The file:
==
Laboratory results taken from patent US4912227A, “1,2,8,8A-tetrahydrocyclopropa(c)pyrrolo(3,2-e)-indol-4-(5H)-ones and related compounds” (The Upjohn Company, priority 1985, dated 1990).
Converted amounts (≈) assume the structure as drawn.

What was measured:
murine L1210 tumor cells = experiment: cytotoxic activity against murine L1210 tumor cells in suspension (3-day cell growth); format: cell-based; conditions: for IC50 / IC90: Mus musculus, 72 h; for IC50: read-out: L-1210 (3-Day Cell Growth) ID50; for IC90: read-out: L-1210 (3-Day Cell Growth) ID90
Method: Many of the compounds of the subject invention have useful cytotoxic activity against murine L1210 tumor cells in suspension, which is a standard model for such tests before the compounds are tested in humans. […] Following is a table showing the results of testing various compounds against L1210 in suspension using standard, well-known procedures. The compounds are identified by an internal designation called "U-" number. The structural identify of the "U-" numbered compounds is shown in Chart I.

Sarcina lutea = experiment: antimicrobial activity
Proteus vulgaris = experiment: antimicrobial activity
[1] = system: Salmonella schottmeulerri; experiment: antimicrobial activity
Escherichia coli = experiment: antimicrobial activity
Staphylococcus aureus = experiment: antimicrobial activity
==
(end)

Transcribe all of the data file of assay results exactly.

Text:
Laboratory results taken from patent US4912227A, “1,2,8,8A-tetrahydrocyclopropa(c)pyrrolo(3,2-e)-indol-4-(5H)-ones and related compounds” (The Upjohn Company, priority 1985, dated 1990).
Converted amounts (≈) assume the structure as drawn.

What was measured:
murine L1210 tumor cells = experiment: cytotoxic activity against murine L1210 tumor cells in suspension (3-day cell growth); format: cell-based; conditions: for IC50 / IC90: Mus musculus, 72 h; for IC50: read-out: L-1210 (3-Day Cell Growth) ID50; for IC90: read-out: L-1210 (3-Day Cell Growth) ID90
Method: Many of the compounds of the subject invention have useful cytotoxic activity against murine L1210 tumor cells in suspension, which is a standard model for such tests before the compounds are tested in humans. […] Following is a table showing the results of testing various compounds against L1210 in suspension using standard, well-known procedures. The compounds are identified by an internal designation called "U-" number. The structural identify of the "U-" numbered compounds is shown in Chart I.

Sarcina lutea = experiment: antimicrobial activity
Proteus vulgaris = experiment: antimicrobial activity
[1] = system: Salmonella schottmeulerri; experiment: antimicrobial activity
Escherichia coli = experiment: antimicrobial activity
Staphylococcus aureus = experiment: antimicrobial activity